Barceloneta: It has the most popular beach as well as lots of not so good clubs such as Opium and Shoko. If you’re travelling to Barcelona in summer, be aware that the streets in Barceloneta are noisy at night. Barceloneta can be a little bit dangerous at night.
El Born: Quite similar to the Gothic Quarter, with lots of authentic restaurants. El Born is near Ciutadella park.
Cheap neighbourhoods to stay in Barcelona
There are more affordable options too if you’re on a tight budget but they’re a bit further out from the city centre:
Vila Olímpica: A short walk to Bogatell beach and the Port Olímpic.
Poble Sec: Close to Montjüic and the Magic Fountain at Plaza España.
Basically the further out you go, the cheaper the accommodation. As long as there’s a metro or bus station nearby, it may be worth spending extra time travelling into the city to save money. For example, Badalona has super cheap accommodation on Airbnb and it’s a 30 minute ride into Barcelona city centre on the purple metro line (L2).
The cheap but slightly dodgy neighbourhood
El Raval: I just stayed with a friend in El Raval for a week and I have to admit that the central location and daytime atmosphere are great. It also has the main shopping strip, Las Ramblas. However, as a girl travelling solo, it’s not a good idea to be walking around these streets at night. It can be a bit dangerous and pickpocketers aren’t uncommon. From my own experience, the majority of people on the streets at night are men, and most of them have zero respect. Honestly, I have never been cat-called or whistled at so much in my life as I have in El Raval… Even in broad daylight. Even when I was wearing a baggy hoodie and jeans. Of course, not that that should matter. Some man even thought he could grab my arm until I gave him a look that sent daggers into his soul.
Where to stay in Barcelona
Decent hostels cost between €10 and €15 a night during low season. Prices double in the summer to around €20 a night!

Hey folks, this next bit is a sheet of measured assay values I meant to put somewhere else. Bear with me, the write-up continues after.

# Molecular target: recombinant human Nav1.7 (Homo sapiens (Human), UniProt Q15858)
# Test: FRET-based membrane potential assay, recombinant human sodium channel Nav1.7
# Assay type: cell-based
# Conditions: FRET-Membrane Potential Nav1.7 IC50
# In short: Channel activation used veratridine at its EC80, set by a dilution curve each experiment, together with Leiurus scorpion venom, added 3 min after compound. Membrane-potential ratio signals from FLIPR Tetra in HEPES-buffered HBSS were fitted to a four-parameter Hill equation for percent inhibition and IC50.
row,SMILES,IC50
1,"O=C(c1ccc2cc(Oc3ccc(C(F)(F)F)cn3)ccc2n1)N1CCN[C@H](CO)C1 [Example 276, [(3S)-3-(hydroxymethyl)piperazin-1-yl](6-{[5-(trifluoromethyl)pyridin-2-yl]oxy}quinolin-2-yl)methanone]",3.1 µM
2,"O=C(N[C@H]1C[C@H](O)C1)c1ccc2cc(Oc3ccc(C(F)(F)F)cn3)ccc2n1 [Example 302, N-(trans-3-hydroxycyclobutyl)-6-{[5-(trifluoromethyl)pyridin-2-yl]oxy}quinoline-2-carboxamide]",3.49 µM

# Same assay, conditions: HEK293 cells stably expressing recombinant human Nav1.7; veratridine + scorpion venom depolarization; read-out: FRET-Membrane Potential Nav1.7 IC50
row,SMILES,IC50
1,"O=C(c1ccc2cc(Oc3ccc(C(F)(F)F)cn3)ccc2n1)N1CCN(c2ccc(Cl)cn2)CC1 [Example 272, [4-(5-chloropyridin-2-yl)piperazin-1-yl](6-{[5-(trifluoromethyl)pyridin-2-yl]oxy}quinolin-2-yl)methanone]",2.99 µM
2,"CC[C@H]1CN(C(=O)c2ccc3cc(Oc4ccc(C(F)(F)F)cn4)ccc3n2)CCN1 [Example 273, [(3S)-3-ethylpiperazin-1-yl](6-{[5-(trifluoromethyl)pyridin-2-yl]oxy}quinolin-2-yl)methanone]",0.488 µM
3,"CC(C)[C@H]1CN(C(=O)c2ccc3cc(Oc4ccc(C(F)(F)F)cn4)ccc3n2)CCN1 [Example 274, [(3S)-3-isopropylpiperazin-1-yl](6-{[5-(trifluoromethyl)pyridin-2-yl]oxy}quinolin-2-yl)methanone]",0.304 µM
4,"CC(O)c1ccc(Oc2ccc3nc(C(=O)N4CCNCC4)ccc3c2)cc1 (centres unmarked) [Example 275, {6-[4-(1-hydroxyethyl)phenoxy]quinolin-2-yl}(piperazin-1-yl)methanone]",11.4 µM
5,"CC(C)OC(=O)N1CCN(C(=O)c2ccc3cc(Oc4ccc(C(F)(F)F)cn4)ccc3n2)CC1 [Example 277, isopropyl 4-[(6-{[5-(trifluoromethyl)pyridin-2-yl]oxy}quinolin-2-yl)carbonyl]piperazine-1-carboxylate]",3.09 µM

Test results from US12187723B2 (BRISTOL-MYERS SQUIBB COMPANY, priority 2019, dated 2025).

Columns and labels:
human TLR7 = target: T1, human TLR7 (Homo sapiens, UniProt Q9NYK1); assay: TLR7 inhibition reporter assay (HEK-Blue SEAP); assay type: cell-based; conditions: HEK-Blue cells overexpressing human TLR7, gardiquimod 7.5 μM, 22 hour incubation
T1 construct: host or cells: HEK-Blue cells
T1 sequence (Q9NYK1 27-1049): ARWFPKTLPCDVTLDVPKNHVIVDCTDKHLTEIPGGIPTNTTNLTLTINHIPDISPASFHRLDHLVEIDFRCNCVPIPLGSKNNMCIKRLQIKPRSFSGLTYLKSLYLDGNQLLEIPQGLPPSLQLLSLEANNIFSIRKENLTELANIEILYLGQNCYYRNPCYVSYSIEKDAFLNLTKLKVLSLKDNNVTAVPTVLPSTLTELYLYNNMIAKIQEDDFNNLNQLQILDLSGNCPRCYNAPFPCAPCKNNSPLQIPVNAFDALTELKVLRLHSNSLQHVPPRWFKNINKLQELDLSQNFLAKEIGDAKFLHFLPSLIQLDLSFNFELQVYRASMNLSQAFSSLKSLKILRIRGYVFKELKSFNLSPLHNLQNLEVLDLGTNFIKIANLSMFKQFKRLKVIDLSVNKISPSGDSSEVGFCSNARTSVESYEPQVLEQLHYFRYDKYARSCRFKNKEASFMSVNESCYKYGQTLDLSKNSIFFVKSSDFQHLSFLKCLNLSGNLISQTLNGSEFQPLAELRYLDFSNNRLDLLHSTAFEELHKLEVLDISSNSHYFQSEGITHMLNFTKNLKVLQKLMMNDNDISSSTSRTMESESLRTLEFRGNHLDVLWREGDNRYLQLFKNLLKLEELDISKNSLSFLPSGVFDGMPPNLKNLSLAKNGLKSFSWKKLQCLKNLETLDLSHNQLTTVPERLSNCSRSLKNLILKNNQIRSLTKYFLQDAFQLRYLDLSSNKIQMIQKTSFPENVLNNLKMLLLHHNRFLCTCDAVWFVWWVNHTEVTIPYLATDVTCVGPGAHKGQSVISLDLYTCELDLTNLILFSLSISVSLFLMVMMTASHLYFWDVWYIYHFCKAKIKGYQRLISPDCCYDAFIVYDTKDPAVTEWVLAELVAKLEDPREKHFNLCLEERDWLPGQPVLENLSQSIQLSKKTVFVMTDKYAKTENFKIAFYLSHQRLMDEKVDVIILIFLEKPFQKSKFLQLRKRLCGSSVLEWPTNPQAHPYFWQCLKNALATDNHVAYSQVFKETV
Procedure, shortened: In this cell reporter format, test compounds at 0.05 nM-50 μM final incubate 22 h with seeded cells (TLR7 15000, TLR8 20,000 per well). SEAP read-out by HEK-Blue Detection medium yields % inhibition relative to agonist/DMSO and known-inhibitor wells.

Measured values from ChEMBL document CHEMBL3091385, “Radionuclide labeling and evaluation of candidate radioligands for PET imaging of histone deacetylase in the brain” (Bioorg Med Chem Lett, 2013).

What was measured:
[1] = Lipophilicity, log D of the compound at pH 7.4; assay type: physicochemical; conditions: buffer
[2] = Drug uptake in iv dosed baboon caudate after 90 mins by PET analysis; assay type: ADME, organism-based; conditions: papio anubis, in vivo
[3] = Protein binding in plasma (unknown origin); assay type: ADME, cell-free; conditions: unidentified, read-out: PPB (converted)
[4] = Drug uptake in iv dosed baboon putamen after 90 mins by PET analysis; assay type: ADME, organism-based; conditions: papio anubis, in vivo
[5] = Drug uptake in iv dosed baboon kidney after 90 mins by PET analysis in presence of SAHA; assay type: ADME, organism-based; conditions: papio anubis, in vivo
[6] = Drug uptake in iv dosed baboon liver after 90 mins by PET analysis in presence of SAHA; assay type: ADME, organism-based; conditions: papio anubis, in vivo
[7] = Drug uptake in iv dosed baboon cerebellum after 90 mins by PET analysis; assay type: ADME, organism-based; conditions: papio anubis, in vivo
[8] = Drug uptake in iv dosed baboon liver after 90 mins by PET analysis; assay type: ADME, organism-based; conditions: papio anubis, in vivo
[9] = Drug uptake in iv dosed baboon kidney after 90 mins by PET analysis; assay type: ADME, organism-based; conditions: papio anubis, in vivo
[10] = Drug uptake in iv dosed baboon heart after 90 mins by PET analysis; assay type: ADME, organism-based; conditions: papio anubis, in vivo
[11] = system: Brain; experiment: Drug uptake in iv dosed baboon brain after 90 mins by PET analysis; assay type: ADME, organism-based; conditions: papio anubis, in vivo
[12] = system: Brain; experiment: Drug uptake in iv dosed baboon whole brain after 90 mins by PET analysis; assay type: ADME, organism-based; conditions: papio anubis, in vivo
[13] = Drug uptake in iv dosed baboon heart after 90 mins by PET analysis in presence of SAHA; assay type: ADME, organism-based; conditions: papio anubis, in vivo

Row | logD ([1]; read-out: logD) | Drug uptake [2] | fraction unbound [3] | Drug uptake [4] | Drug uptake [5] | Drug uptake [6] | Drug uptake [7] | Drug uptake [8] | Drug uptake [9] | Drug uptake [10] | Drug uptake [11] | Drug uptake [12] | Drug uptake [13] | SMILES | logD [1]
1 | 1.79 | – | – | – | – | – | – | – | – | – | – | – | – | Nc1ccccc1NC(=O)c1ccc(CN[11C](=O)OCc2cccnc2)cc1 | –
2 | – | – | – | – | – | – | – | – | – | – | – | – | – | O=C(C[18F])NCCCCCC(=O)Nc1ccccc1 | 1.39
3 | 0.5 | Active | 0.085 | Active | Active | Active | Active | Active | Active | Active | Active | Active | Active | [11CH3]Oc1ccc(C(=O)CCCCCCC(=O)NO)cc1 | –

I’ve found that when I rent an entire flat on Airbnb, the accommodation is incredible. For group travel, I recommend renting out an apartment and splitting the cost between everyone.
Couchsurfing is free accommodation where you apply for people to host you. Most of the time, your bed will be a sofa. But you’ll save a large amount of your budget. Also it allows you to meet a local who can give you tips on unique things to do in the city!
Where to eat in Barcelona
There are nearly 10,000 restaurants in Barcelona. With such a variety of cuisines, you can find whatever it is that you’re craving (even if it is vegan and gluten-free). I was honestly never stuck for choice when eating out.
Some of my favourite restaurants include El Tianguis (Mexican), El Xampanyet (tapas) and The Veggie Garden (vegan).
What to do in Barcelona
Barcelona is a metropolis with over one and a half million residents, surrounded by both mountains and sea. It’s really no surprise that there are so many things to do. Here’s my in depth local guide to Barcelona:
Spend the day at the beach
Walk, skate or cycle along the promenade at Barceloneta, the main beach in Barcelona. You can also sunbathe, swim or play volleyball. If you want a quieter, less touristic and cleaner beach, check these out: